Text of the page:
Of course, those thoughts made it worse. Before I knew it, I was at the fast-food drive thru. Then, because this was a special kind of freak-out, I went by another fast-food drive thru across the street. Then got beer. Then went home. Then went wild.

That’s actually not the whole story.

Earlier that day, I called a friend I haven’t been on clear terms with in a while, and made plans to go to yoga the next day. I’d been putting off calling for a while, but yesterday determined that putting things off wasn’t very presidential. I was happy with that choice.

Also, when I started thinking about binge-eating and drinking yesterday, first I called a local recovery house to find out if they host SMART Recovery meetings. That call was kind of an internal bargain with myself: “Andrew, if you’re going to do this self-limiting thing tonight, please do something that will give you a way out of this hole too.” I was pleased with myself for making that call (in the past at most intervals, I wouldn’t have).

By the way, SMART Recovery meetings are Mondays at 7 pm in Lansing, if anyone wants to come with me next week and beyond.

After I got my vice-binge out of the way last night, I slept for a few hours. After waking up, one of the first things I did was chat with my partner about what happened.

I told her about the binge, and about my insecurities and other remorseful feelings about my indiscretions with money, and how that’s inappropriate and out of alignment with my aspirations.

She soothed me, like she does so well. She pointed out how far I’ve come, how much progress I’ve made with money and recovery. She lifted me up, and told me to have faith.

And that’s one of the over-abundance of reasons that she is my partner. She believes in me the way I believe in myself, and that is part of the key to a world where everyone wins. Everyone, believing in themselves, and promoting the growth and elevation of everyone else.

So, what did I do next? Decided for one, to shut down the computer for a day. I’m writing this post from an AlphaSmart 3000 word processor, an excellent no-distraction writing device (it’s a keyboard with a screen) that I can plug into a computer via USB later and load this document into Word or whatever. Good stuff. Highly recommended. My partner bought it for me from eBay for like $20.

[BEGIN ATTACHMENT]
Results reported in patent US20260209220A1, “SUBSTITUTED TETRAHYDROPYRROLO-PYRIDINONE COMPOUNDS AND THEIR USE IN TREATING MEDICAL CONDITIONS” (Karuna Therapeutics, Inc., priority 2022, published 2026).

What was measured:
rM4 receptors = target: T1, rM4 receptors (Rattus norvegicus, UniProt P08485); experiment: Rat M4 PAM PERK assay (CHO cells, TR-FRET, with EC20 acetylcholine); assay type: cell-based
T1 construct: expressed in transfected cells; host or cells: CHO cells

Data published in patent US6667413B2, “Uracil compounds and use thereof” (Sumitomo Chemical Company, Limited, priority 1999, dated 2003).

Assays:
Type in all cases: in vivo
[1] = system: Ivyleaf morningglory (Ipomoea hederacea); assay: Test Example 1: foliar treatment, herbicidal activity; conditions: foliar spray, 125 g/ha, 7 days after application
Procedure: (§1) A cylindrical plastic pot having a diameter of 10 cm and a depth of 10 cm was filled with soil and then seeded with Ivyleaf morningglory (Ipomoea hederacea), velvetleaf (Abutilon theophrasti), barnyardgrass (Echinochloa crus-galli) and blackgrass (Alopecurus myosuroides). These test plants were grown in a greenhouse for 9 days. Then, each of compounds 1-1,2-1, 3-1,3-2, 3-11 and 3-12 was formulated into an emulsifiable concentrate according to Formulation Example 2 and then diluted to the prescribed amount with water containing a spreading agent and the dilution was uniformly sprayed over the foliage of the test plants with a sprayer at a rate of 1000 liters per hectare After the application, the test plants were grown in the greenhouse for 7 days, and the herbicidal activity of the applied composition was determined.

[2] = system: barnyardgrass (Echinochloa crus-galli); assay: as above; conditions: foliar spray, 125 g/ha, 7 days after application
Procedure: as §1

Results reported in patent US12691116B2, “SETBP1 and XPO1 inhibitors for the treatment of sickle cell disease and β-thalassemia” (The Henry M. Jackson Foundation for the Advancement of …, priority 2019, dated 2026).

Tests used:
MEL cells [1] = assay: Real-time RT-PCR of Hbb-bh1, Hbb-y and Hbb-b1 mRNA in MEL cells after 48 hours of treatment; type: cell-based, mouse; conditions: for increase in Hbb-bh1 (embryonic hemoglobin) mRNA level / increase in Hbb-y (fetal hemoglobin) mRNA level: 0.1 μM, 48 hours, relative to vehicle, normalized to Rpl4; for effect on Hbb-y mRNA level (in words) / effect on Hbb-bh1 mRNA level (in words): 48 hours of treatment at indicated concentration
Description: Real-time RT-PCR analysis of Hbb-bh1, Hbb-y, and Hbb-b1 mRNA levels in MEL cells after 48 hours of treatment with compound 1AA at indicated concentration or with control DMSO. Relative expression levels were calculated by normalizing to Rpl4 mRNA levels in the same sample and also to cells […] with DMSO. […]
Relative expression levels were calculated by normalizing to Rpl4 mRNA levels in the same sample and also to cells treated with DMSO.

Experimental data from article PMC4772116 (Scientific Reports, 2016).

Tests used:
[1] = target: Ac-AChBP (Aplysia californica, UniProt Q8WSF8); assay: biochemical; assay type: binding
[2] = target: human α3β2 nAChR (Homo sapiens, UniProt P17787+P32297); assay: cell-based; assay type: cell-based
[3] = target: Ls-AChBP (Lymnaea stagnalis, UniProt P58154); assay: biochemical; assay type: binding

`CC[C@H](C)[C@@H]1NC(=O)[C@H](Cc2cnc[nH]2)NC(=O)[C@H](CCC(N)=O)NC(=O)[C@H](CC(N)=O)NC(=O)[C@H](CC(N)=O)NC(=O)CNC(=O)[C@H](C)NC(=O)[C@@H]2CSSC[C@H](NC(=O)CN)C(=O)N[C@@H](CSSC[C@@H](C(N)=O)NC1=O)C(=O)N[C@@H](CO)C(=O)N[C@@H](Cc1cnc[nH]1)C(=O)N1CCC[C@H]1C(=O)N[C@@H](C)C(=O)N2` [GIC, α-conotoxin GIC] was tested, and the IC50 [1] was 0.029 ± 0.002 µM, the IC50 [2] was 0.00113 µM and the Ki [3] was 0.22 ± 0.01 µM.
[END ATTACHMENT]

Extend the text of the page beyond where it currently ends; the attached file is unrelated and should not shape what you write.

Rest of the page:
(I find it funny that while I may have a chip on my shoulder about advertising, I find myself now going into a sales spiel for a discontinued product. Anyway…)

A few minutes before I started writing this, I was taking the trash outside, thinking of what I wanted to talk about in a counseling session later today. I don’t remember my exact thought process, but my mind started getting excited, bouncing from thing-to-thing-to-thing. I stopped myself and realized right then: This is it. This is one of my problems, right here. Usually when my mind gets excited and bouncy like that, it’s because I really enjoy whatever it is I am thinking about, so it doesn’t seem like something to subdue.

But thoughts are energy. Every thought process consumes inner resources. Use up the energy reserves too quickly without replacing it, and it’s like a car running out of gas.

There are many ways to keep the energy floating, even ways to feed the energy back into itself so that it is self-sustaining. However, simply getting lost in a daydream bouncing from one thought to the next, is not one of those ways.

So here’s what I did. I simply stopped. I was on my way back into the house, and I just stopped walking. I felt the sun on my face. I noticed my breath. I smiled. I asked myself: “Where is my next thought coming from?” and then I waited. Sat down on the steps for a few moments. Stillness. Rejuvenation.

Hit the spot.

This is what my recovery looks like. This is my life. Thank you for being a part of it.

By the way. Astute readers may be wondering how I am publishing this post if I shut down the computer for the day.

About a half hour ago, I was realized I had a time-sensitive message to send to someone, and email was the most efficient way. So, I booted up the computer. Wrote and sent the email. Figured it would be time-efficient to publish this post as well. I am going to click the “share on Facebook” button, but am not going to log on to social media today. Instead, I’ll shut the computer down, hit up a counseling session, and go to yoga with my buddy.

Am I over-explaining? Who cares? I’m having fun with life today, and I wish the same for everyone reading this (and everyone not).


Originally published at Andrew L. Hicks.